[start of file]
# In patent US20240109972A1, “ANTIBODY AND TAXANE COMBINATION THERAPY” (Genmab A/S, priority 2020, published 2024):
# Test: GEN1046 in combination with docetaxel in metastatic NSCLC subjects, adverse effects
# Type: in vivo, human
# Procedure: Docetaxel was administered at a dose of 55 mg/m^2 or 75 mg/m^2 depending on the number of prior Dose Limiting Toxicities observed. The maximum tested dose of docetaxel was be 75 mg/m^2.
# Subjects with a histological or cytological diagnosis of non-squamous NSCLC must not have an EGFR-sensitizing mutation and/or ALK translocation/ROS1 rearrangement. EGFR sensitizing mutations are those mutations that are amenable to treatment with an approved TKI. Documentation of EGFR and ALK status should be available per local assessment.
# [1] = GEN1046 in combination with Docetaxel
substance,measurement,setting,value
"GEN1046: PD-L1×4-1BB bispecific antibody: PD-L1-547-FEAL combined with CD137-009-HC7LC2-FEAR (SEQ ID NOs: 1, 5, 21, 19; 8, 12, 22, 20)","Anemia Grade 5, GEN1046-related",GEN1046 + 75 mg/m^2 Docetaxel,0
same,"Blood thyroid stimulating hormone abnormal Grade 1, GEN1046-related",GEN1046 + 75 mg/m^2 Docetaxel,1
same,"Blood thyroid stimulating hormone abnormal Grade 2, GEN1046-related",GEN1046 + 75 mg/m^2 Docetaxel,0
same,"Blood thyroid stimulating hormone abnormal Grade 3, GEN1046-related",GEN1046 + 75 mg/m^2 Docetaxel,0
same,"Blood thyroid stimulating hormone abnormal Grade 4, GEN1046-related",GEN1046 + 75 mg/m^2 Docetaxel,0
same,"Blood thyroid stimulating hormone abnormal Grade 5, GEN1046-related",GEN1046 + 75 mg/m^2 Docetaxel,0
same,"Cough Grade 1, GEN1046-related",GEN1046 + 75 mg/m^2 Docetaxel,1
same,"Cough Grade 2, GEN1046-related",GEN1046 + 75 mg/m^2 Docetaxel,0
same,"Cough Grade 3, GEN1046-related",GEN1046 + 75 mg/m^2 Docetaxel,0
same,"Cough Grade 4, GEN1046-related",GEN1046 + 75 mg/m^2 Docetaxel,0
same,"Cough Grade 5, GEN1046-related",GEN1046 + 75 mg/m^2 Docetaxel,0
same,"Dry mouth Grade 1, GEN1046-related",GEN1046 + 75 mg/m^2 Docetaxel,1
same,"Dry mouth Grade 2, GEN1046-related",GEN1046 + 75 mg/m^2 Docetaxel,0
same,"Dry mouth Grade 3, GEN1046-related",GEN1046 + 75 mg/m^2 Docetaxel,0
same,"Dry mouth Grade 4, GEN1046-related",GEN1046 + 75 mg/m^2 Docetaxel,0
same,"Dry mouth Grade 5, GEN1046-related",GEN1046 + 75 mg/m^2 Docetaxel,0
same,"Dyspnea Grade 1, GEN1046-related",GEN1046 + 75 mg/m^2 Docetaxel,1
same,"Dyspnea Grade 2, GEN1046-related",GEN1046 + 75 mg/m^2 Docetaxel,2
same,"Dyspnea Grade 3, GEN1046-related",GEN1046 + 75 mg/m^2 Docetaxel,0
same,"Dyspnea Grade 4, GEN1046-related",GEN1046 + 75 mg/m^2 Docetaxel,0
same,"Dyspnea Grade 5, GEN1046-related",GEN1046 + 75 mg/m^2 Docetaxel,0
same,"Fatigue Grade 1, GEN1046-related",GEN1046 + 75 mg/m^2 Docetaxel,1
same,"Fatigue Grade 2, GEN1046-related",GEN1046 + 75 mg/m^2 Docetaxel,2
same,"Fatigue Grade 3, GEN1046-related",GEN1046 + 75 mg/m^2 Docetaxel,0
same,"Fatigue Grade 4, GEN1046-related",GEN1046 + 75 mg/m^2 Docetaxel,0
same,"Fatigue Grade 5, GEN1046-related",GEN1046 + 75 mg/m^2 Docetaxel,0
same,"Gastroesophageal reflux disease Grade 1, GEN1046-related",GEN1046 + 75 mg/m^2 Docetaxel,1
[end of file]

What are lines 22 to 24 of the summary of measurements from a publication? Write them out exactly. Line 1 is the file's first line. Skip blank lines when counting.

same,"Dry mouth Grade 4, GEN1046-related",GEN1046 + 75 mg/m^2 Docetaxel,0
same,"Dry mouth Grade 5, GEN1046-related",GEN1046 + 75 mg/m^2 Docetaxel,0
same,"Dyspnea Grade 1, GEN1046-related",GEN1046 + 75 mg/m^2 Docetaxel,1